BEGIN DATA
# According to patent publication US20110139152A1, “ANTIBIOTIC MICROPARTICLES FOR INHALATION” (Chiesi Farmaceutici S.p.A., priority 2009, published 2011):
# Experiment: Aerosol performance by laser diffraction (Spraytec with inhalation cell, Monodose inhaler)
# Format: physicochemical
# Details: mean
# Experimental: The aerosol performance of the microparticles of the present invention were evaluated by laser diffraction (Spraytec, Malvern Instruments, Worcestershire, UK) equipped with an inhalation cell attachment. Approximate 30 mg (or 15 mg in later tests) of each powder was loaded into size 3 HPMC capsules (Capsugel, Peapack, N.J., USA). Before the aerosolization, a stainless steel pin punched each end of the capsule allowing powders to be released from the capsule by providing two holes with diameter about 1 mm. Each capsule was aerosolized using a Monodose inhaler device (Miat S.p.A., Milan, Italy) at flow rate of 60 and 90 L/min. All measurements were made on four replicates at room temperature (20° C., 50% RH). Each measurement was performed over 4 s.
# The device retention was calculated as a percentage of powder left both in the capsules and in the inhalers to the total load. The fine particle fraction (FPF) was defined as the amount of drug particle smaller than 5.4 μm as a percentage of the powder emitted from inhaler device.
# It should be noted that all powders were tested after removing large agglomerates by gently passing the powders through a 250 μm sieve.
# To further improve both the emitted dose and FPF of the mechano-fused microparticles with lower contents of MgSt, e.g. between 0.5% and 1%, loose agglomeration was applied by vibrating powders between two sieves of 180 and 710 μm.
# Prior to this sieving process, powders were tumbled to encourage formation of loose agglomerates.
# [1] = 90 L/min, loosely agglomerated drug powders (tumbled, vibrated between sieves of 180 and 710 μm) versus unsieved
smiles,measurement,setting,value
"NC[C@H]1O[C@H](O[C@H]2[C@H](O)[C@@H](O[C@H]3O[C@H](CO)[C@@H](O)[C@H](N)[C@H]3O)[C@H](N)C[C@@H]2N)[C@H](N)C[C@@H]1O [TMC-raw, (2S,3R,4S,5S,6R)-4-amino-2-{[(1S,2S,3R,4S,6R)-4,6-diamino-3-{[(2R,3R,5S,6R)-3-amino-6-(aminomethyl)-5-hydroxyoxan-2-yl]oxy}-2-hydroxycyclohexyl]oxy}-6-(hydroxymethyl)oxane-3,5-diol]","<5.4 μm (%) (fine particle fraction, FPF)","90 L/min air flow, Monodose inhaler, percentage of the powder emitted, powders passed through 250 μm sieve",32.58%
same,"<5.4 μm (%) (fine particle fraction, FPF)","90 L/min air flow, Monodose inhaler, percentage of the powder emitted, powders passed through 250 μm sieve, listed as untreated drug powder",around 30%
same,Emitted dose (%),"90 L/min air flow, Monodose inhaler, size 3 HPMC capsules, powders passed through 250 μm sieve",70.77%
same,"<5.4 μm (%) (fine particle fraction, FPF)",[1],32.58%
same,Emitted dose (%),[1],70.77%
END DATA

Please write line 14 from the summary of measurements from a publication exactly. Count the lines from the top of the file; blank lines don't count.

same,Emitted dose (%),"90 L/min air flow, Monodose inhaler, size 3 HPMC capsules, powders passed through 250 μm sieve",70.77%